Famous Empty Sky lives and works in a funky heritage house just off Vancouver’s Commercial Drive. Busy, being an innovative artist, curator, arts educator, she is an active member of Avenue for/des Arts. She exhibits extensively in both group and solo shows. Currently, her main focus is her large series of mixed media pieces including
“The Nnots” and “Beyond the Secret Garden”.
Now a Canadian citizen and an enthusiastic Vancouverite, she was born in Manhattan, N.Y. and educated at New York University and the New School for Social Research. Her unusual name was acquired there, while studying Tibetan Buddhism and art history with scholar/artist John Brzostoski.
In 1967, she attended San Francisco State College and lived in the Haight-Asbury. This began a long phase of living in San Francisco and returning there after living in NYC and travelling in Europe. In San Francisco, she worked in visual art, short film and theatrical production. All together, she lived there for about 20 years, only leaving to move to Vancouver in 1992. British Columbia is her favorite place.
Her work is in many private collections in Canada, Europe and the United States, as well as in the public collections of the Vancouver Public Library and the Britannia Community Centre. When “Avenue for/des Arts” became the first Resident Visual Artists at the Vancouver East Cultural Centre, she was Project Director for two seasons of residency.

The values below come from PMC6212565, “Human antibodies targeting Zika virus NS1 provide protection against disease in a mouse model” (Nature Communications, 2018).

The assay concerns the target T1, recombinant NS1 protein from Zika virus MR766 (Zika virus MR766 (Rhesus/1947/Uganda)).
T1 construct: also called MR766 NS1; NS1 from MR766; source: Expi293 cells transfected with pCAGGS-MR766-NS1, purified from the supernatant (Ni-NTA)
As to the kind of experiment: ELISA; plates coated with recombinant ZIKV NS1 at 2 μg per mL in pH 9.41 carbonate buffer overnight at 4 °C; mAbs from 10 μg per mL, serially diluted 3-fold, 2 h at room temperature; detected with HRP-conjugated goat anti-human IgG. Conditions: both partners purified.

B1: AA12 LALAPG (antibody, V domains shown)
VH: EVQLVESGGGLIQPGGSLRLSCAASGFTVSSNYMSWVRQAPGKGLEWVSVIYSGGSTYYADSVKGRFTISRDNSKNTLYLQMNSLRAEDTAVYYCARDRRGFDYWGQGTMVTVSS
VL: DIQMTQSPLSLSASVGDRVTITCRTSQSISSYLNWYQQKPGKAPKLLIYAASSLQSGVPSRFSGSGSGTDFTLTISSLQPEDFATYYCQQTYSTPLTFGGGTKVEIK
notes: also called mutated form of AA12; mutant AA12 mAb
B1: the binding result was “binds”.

Empty Sky also organizes large exhibitions involving Public Art. One such exhibition, “The Art of Juxtaposition” was for the Vancouver Public Library. It included a series of free public workshops, 50 finished and exhibited works of art, an opening for 300 and her own 7 foot long collage on the theme of the history of art, which is on permanent display at Library Square.
Another was “The Party of the Century”. It engaged 36 art makers and produced 146 caricatures of 20th century notables. Empty Sky used the collage portraits to create a 24 foot mural, in six panels. The finished mural was exhibited at the Hong Kong Bank and many other venues. For the 2001 Artropolis, she and Ed Varney were co-curators of “The Self-Portrait Exhibition” of 500 pieces.